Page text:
- Federal Communications Commission Chairwoman Jessica Rosenworcel announced a proposal Wednesday to invest up to $200 million over three years to boost school and library cybersecurity. The move follows urgent calls for the FCC to update its E-rate program to cover advanced firewalls and other network security measures.
- The pilot program is part of Rosenworcel’s recently launched Learn Without Limits initiative, which looks to modernize the E-rate program created in 1996 to help fund basic internet connectivity in schools and libraries.
- The pilot would fall under the Universal Service Fund and be separate from E-rate so “gains in enhanced cybersecurity don’t come at a cost of undermining E-Rate’s success in promoting digital equity,” the FCC said.
The FCC still has some work ahead before Rosenworcel’s proposal can come to life.
If the full commission approves Rosenworcel’s plan, the FCC will issue a proposed rule to create the pilot and seek public comment on how it should be structured.
“With the growing number of sophisticated cyberattacks on schools and especially the rise in malicious ransomware attacks that harm our students, now is the time to take action,” Rosenworcel said in a Wednesday speech at the Legislative Advocacy Conference co-hosted by the Association of School Business Officials International and AASA, The School Superintendents Association, in Washington, D.C.
Advocates who have called for modernizing the E-rate program — particularly as schools grow increasingly vulnerable to cyberattacks — praised Rosenworcel’s push to invest significant federal funds for cybersecurity in schools and libraries.
In a statement, the Consortium for School Networking called the FCC’s proposed pilot program “a powerful first step” toward updating E-rate’s cybersecurity measures.
“The record in the FCC’s E-rate firewall proceeding is clear; schools need expanded access to advanced cybersecurity tools, and updating E-rate will help,” CoSN wrote. “E-rate must not only connect schools to broadband, it must also protect them from cyberthreats.”
CoSN further highlighted the need to make K-12 cybersecurity a higher national priority so schools — especially those in vulnerable communities — can “defend themselves from the relentless cyberattacks that daily threaten student and teacher data.”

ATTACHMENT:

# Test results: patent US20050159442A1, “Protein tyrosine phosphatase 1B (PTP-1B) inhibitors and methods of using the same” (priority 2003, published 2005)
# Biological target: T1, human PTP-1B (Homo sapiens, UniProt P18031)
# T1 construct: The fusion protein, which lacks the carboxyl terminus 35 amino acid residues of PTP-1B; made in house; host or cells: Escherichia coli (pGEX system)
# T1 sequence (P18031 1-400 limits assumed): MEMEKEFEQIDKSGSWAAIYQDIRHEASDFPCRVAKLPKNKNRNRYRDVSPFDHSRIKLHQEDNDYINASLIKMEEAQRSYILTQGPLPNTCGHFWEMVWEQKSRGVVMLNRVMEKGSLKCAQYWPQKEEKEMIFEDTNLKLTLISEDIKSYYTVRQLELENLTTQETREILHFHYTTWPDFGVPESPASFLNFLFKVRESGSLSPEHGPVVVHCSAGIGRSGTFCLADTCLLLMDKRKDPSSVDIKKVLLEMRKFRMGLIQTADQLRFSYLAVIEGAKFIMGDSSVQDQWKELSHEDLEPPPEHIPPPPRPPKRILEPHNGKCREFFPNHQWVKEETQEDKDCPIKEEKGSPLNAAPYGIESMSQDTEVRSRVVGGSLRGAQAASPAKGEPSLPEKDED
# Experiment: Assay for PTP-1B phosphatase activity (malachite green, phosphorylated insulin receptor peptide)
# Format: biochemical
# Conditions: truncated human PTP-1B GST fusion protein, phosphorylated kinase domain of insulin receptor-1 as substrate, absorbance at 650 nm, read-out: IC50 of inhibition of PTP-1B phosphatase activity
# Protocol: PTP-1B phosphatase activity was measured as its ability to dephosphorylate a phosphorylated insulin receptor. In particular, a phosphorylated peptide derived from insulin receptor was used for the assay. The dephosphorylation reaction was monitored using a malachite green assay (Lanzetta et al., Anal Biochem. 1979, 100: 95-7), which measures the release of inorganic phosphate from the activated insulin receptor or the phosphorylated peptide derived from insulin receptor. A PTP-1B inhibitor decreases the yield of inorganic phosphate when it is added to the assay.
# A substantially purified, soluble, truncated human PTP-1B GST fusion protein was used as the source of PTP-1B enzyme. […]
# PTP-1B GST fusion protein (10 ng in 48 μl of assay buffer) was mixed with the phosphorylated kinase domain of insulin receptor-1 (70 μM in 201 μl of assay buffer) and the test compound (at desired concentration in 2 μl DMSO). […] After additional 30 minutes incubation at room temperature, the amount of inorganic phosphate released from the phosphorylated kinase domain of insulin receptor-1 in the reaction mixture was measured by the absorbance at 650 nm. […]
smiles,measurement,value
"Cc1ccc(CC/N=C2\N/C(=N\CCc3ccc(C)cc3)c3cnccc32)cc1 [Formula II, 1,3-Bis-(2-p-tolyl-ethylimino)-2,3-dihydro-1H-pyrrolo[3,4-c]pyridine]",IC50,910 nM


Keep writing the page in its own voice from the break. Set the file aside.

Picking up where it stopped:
The latest slew of cyberattacks to reach the education sector are tied to a global data breach of the file transfer software platform, MOVEit. The breach has impacted both the Minnesota Department of Education and New York City Public Schools, in addition to TIAA, a major teachers’ retirement fund, the California State Teachers' Retirement System, multiple colleges and other organizations and companies.
In December, the FCC put out a request for comment on using the E-rate program to pay for school and library cybersecurity upgrades like advanced firewalls. The FCC’s call to reevaluate its E-rate program occurred shortly after U.S. Rep. Doris Matsui, D-Calif., sent a letter to Rosenworcel calling on the agency to coordinate with other federal agencies to step up their K-12 cybersecurity efforts.
Following Rosenworcel’s announcement Wednesday, Matsui said in a statement that the pilot program would be a good first move to secure school and library networks.
“Cyberattacks on our K-12 schools are growing at an untenable rate, that’s why I urged Chairwoman Rosenworcel to provide additional flexibility for cybersecurity infrastructure through the E-Rate program,” Matsui said. “If we want to truly protect our students and schools, we must provide them the tools to keep pace with modern technological advances to mitigate cyber risks.”